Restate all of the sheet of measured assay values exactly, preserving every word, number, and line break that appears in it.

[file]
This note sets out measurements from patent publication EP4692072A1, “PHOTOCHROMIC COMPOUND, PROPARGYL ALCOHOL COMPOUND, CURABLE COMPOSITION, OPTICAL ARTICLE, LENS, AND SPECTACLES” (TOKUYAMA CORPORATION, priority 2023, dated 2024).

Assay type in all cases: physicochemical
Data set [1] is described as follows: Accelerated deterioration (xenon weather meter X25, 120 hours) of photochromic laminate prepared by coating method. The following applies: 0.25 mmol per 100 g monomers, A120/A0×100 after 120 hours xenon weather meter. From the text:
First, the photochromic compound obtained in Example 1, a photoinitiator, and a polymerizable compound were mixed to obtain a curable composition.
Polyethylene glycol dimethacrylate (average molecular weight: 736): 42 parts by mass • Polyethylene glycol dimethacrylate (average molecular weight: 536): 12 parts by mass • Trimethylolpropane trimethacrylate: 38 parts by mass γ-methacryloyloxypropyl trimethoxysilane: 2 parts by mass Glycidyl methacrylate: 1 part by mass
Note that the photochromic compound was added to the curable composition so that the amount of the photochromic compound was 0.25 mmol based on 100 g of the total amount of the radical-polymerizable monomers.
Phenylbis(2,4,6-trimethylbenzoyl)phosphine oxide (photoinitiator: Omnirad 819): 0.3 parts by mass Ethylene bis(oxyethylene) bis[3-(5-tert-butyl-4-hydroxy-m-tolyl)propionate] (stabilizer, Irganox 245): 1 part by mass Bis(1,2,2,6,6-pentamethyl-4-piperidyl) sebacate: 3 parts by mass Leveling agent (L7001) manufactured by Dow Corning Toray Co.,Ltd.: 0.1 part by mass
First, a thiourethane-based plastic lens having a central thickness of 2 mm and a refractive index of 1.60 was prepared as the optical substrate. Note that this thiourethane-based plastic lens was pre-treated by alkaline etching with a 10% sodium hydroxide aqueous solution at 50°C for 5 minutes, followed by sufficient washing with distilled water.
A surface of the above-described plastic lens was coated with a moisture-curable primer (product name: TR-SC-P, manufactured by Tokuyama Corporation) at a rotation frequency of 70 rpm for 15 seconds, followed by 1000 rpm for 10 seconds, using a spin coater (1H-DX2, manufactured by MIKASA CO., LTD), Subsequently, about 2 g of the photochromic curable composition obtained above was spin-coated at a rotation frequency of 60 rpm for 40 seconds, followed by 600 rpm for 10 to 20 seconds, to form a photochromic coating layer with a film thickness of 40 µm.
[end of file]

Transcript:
This note sets out measurements from patent publication EP4692072A1, “PHOTOCHROMIC COMPOUND, PROPARGYL ALCOHOL COMPOUND, CURABLE COMPOSITION, OPTICAL ARTICLE, LENS, AND SPECTACLES” (TOKUYAMA CORPORATION, priority 2023, dated 2024).

Assay type in all cases: physicochemical
Data set [1] is described as follows: Accelerated deterioration (xenon weather meter X25, 120 hours) of photochromic laminate prepared by coating method. The following applies: 0.25 mmol per 100 g monomers, A120/A0×100 after 120 hours xenon weather meter. From the text:
First, the photochromic compound obtained in Example 1, a photoinitiator, and a polymerizable compound were mixed to obtain a curable composition.
Polyethylene glycol dimethacrylate (average molecular weight: 736): 42 parts by mass • Polyethylene glycol dimethacrylate (average molecular weight: 536): 12 parts by mass • Trimethylolpropane trimethacrylate: 38 parts by mass γ-methacryloyloxypropyl trimethoxysilane: 2 parts by mass Glycidyl methacrylate: 1 part by mass
Note that the photochromic compound was added to the curable composition so that the amount of the photochromic compound was 0.25 mmol based on 100 g of the total amount of the radical-polymerizable monomers.
Phenylbis(2,4,6-trimethylbenzoyl)phosphine oxide (photoinitiator: Omnirad 819): 0.3 parts by mass Ethylene bis(oxyethylene) bis[3-(5-tert-butyl-4-hydroxy-m-tolyl)propionate] (stabilizer, Irganox 245): 1 part by mass Bis(1,2,2,6,6-pentamethyl-4-piperidyl) sebacate: 3 parts by mass Leveling agent (L7001) manufactured by Dow Corning Toray Co.,Ltd.: 0.1 part by mass
First, a thiourethane-based plastic lens having a central thickness of 2 mm and a refractive index of 1.60 was prepared as the optical substrate. Note that this thiourethane-based plastic lens was pre-treated by alkaline etching with a 10% sodium hydroxide aqueous solution at 50°C for 5 minutes, followed by sufficient washing with distilled water.
A surface of the above-described plastic lens was coated with a moisture-curable primer (product name: TR-SC-P, manufactured by Tokuyama Corporation) at a rotation frequency of 70 rpm for 15 seconds, followed by 1000 rpm for 10 seconds, using a spin coater (1H-DX2, manufactured by MIKASA CO., LTD), Subsequently, about 2 g of the photochromic curable composition obtained above was spin-coated at a rotation frequency of 60 rpm for 40 seconds, followed by 600 rpm for 10 to 20 seconds, to form a photochromic coating layer with a film thickness of 40 µm.